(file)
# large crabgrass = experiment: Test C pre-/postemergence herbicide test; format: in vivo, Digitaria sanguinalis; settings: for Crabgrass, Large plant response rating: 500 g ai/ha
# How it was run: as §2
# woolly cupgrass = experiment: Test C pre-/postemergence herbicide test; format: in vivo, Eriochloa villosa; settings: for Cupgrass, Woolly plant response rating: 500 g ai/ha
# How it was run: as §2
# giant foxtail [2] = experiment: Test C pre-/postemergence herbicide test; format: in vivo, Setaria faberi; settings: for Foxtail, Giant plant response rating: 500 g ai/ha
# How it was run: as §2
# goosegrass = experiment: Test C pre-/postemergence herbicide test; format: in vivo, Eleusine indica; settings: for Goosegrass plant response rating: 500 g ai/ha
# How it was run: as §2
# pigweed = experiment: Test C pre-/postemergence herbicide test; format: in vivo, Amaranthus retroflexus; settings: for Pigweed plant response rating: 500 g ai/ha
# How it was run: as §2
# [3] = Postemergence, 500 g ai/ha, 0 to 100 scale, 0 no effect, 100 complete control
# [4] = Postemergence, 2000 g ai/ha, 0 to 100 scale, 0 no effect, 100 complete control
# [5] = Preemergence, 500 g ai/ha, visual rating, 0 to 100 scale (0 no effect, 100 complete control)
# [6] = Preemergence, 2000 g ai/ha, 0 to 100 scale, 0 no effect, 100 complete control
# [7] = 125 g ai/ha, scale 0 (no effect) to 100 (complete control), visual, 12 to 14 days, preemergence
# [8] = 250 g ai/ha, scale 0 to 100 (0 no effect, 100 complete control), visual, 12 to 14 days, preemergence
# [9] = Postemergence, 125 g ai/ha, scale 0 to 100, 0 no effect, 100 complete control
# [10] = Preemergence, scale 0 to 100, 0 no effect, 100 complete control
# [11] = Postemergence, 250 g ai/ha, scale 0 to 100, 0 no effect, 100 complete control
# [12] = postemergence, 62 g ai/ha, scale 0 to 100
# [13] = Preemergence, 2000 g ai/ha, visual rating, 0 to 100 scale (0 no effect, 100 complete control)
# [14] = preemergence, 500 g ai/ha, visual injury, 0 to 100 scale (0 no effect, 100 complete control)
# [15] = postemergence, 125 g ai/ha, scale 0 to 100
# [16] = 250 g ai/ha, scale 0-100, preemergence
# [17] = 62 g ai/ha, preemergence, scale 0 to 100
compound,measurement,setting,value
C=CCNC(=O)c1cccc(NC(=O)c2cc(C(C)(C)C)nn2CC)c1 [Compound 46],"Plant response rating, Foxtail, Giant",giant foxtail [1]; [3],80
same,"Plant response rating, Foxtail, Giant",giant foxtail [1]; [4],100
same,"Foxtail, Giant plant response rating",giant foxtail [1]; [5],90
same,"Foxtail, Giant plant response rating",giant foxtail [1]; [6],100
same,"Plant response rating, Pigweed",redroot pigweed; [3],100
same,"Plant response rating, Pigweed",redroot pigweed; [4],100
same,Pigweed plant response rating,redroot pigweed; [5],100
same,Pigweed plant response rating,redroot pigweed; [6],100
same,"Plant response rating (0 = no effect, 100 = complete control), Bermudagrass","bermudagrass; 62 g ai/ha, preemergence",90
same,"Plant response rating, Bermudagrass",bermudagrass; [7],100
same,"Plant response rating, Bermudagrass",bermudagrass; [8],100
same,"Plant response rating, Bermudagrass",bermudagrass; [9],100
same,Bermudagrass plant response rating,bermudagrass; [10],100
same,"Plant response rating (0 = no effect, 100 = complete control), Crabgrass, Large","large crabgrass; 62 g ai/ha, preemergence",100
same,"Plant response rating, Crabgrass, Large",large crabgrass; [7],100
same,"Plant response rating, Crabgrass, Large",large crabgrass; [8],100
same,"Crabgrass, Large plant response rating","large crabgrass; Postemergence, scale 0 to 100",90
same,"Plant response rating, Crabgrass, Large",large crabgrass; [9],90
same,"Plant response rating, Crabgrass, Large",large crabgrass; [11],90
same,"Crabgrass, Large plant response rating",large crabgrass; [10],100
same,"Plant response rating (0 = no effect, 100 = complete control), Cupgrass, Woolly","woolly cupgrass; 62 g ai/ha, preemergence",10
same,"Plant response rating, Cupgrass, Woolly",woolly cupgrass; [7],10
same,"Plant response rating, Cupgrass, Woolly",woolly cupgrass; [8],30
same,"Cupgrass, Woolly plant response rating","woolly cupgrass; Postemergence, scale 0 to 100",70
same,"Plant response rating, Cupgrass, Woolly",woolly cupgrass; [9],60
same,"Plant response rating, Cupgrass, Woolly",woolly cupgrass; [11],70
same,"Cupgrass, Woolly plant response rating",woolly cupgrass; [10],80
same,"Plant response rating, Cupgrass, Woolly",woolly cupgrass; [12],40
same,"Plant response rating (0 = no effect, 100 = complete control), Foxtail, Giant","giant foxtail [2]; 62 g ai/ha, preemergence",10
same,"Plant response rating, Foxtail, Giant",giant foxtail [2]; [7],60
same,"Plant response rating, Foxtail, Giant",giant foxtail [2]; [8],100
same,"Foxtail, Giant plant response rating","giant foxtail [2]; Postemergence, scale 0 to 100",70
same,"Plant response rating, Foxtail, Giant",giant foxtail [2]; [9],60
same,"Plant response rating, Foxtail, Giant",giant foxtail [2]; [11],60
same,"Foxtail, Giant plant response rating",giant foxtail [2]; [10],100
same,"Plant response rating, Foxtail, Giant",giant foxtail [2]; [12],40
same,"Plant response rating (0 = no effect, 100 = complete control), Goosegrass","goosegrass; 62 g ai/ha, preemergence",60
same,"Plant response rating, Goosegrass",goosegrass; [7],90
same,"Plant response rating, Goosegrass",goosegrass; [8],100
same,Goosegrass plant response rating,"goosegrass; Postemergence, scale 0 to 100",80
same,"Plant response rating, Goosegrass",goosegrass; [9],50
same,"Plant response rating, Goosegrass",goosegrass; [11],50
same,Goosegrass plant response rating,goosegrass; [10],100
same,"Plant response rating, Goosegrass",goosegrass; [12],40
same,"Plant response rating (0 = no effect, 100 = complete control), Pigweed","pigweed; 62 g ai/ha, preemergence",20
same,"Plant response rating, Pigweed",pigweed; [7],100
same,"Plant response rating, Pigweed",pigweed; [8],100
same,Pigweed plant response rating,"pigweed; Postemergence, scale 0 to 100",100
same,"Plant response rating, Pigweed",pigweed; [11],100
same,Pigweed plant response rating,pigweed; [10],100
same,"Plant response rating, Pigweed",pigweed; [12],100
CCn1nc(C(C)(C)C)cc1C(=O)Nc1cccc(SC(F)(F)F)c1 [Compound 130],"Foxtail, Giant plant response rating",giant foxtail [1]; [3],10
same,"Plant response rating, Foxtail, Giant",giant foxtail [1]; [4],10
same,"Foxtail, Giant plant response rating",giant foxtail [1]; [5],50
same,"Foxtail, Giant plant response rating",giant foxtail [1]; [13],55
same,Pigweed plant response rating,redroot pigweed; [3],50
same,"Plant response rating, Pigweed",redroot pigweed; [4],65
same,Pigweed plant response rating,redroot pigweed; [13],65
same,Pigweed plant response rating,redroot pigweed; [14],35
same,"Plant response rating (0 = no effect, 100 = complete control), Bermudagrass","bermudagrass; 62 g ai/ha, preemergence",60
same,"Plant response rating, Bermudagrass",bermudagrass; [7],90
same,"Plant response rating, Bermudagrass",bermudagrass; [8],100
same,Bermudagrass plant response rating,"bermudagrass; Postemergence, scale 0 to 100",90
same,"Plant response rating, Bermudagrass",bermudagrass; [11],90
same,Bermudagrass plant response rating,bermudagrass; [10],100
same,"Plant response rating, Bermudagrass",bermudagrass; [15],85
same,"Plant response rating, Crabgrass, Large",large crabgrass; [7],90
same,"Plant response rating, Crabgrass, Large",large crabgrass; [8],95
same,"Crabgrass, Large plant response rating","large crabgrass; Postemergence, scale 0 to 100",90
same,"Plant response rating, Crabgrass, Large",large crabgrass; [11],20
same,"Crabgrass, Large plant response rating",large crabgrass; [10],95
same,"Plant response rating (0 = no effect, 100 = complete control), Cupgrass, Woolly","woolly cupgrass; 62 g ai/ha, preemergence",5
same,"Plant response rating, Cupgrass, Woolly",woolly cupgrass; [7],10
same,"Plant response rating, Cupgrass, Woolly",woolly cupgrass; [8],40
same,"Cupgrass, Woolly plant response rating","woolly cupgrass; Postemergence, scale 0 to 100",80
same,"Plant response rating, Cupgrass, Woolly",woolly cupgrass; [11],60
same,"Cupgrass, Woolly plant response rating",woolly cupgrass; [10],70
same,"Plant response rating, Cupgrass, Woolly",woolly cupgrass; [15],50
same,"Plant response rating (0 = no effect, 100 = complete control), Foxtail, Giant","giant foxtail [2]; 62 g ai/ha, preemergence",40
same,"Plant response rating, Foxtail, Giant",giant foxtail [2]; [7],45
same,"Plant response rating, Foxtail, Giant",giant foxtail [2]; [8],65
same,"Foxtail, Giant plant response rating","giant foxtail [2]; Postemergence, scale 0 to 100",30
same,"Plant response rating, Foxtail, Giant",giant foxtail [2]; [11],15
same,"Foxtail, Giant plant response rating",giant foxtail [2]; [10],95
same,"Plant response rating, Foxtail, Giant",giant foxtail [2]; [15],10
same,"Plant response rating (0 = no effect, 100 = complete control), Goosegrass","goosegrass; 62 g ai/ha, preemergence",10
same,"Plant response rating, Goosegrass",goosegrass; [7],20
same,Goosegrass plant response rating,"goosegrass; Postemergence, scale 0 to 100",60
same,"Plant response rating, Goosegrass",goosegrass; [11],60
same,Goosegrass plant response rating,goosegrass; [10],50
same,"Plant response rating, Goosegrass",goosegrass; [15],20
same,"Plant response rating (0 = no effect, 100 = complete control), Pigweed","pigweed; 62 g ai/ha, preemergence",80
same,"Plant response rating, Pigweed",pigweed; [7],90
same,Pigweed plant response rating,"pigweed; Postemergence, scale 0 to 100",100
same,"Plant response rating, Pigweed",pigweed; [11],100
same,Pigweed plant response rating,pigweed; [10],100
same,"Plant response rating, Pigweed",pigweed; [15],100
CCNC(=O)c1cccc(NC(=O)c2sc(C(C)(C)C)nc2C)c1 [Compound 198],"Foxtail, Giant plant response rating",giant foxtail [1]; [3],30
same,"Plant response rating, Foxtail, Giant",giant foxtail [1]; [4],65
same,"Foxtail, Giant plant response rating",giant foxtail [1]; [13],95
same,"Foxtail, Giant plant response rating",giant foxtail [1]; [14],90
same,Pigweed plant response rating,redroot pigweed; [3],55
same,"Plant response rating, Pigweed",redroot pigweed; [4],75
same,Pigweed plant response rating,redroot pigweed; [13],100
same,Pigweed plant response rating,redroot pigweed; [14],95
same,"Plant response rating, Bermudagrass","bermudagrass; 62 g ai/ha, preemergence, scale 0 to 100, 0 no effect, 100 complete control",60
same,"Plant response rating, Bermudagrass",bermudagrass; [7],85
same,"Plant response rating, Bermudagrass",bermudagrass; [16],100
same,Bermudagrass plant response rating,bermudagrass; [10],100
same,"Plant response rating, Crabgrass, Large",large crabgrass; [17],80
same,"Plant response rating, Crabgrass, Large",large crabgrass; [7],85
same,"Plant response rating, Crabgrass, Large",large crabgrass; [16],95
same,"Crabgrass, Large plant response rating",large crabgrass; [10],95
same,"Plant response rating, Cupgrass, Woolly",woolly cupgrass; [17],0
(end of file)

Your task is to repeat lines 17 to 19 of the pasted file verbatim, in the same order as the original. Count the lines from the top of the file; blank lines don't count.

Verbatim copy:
# [9] = Postemergence, 125 g ai/ha, scale 0 to 100, 0 no effect, 100 complete control
# [10] = Preemergence, scale 0 to 100, 0 no effect, 100 complete control
# [11] = Postemergence, 250 g ai/ha, scale 0 to 100, 0 no effect, 100 complete control